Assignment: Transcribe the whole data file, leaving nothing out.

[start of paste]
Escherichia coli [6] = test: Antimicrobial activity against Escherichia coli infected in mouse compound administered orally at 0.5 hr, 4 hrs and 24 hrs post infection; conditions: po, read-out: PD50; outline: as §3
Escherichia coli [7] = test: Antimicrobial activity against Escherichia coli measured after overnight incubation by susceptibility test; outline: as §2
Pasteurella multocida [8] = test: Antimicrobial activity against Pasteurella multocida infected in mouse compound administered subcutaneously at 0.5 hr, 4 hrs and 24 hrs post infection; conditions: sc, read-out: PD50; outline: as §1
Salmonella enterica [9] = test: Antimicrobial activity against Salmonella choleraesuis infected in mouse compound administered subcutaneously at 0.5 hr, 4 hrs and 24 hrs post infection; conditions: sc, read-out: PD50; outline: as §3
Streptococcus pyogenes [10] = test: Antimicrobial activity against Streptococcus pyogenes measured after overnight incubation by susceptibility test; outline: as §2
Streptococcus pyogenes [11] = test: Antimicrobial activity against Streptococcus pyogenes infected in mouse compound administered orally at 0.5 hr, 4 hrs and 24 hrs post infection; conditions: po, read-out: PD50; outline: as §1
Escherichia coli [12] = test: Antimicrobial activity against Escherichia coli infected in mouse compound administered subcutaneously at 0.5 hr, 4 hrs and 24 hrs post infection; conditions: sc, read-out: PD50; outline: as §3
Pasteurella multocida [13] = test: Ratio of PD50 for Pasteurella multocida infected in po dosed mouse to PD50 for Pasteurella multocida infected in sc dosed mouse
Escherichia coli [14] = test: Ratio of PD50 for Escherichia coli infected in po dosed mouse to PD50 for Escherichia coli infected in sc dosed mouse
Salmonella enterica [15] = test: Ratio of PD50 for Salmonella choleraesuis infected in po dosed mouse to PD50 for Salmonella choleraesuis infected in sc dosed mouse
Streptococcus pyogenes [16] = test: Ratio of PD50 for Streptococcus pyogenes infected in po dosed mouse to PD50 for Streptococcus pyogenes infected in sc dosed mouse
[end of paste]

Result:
Escherichia coli [6] = test: Antimicrobial activity against Escherichia coli infected in mouse compound administered orally at 0.5 hr, 4 hrs and 24 hrs post infection; conditions: po, read-out: PD50; outline: as §3
Escherichia coli [7] = test: Antimicrobial activity against Escherichia coli measured after overnight incubation by susceptibility test; outline: as §2
Pasteurella multocida [8] = test: Antimicrobial activity against Pasteurella multocida infected in mouse compound administered subcutaneously at 0.5 hr, 4 hrs and 24 hrs post infection; conditions: sc, read-out: PD50; outline: as §1
Salmonella enterica [9] = test: Antimicrobial activity against Salmonella choleraesuis infected in mouse compound administered subcutaneously at 0.5 hr, 4 hrs and 24 hrs post infection; conditions: sc, read-out: PD50; outline: as §3
Streptococcus pyogenes [10] = test: Antimicrobial activity against Streptococcus pyogenes measured after overnight incubation by susceptibility test; outline: as §2
Streptococcus pyogenes [11] = test: Antimicrobial activity against Streptococcus pyogenes infected in mouse compound administered orally at 0.5 hr, 4 hrs and 24 hrs post infection; conditions: po, read-out: PD50; outline: as §1
Escherichia coli [12] = test: Antimicrobial activity against Escherichia coli infected in mouse compound administered subcutaneously at 0.5 hr, 4 hrs and 24 hrs post infection; conditions: sc, read-out: PD50; outline: as §3
Pasteurella multocida [13] = test: Ratio of PD50 for Pasteurella multocida infected in po dosed mouse to PD50 for Pasteurella multocida infected in sc dosed mouse
Escherichia coli [14] = test: Ratio of PD50 for Escherichia coli infected in po dosed mouse to PD50 for Escherichia coli infected in sc dosed mouse
Salmonella enterica [15] = test: Ratio of PD50 for Salmonella choleraesuis infected in po dosed mouse to PD50 for Salmonella choleraesuis infected in sc dosed mouse
Streptococcus pyogenes [16] = test: Ratio of PD50 for Streptococcus pyogenes infected in po dosed mouse to PD50 for Streptococcus pyogenes infected in sc dosed mouse